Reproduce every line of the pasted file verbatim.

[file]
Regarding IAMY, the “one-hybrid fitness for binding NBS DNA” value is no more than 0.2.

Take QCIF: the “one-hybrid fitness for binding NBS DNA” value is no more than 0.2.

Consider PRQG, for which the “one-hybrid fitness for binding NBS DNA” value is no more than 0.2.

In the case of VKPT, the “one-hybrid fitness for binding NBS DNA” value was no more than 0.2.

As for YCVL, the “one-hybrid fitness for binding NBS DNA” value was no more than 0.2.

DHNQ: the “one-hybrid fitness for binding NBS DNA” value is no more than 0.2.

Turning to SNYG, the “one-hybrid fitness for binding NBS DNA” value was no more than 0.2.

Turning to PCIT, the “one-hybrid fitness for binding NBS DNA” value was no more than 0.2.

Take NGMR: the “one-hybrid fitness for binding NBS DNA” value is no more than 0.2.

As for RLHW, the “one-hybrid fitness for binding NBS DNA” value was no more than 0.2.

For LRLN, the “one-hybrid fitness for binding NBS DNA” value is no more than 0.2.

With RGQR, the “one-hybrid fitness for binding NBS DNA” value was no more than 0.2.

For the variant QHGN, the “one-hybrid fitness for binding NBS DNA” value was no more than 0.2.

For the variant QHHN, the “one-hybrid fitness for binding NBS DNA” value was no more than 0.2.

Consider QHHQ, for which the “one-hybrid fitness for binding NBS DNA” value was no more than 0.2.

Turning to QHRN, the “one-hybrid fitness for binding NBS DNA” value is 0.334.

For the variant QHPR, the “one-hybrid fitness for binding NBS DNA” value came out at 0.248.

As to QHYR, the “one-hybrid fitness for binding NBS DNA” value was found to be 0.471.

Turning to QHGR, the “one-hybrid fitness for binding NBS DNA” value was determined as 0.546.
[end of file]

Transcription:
Regarding IAMY, the “one-hybrid fitness for binding NBS DNA” value is no more than 0.2.

Take QCIF: the “one-hybrid fitness for binding NBS DNA” value is no more than 0.2.

Consider PRQG, for which the “one-hybrid fitness for binding NBS DNA” value is no more than 0.2.

In the case of VKPT, the “one-hybrid fitness for binding NBS DNA” value was no more than 0.2.

As for YCVL, the “one-hybrid fitness for binding NBS DNA” value was no more than 0.2.

DHNQ: the “one-hybrid fitness for binding NBS DNA” value is no more than 0.2.

Turning to SNYG, the “one-hybrid fitness for binding NBS DNA” value was no more than 0.2.

Turning to PCIT, the “one-hybrid fitness for binding NBS DNA” value was no more than 0.2.

Take NGMR: the “one-hybrid fitness for binding NBS DNA” value is no more than 0.2.

As for RLHW, the “one-hybrid fitness for binding NBS DNA” value was no more than 0.2.

For LRLN, the “one-hybrid fitness for binding NBS DNA” value is no more than 0.2.

With RGQR, the “one-hybrid fitness for binding NBS DNA” value was no more than 0.2.

For the variant QHGN, the “one-hybrid fitness for binding NBS DNA” value was no more than 0.2.

For the variant QHHN, the “one-hybrid fitness for binding NBS DNA” value was no more than 0.2.

Consider QHHQ, for which the “one-hybrid fitness for binding NBS DNA” value was no more than 0.2.

Turning to QHRN, the “one-hybrid fitness for binding NBS DNA” value is 0.334.

For the variant QHPR, the “one-hybrid fitness for binding NBS DNA” value came out at 0.248.

As to QHYR, the “one-hybrid fitness for binding NBS DNA” value was found to be 0.471.

Turning to QHGR, the “one-hybrid fitness for binding NBS DNA” value was determined as 0.546.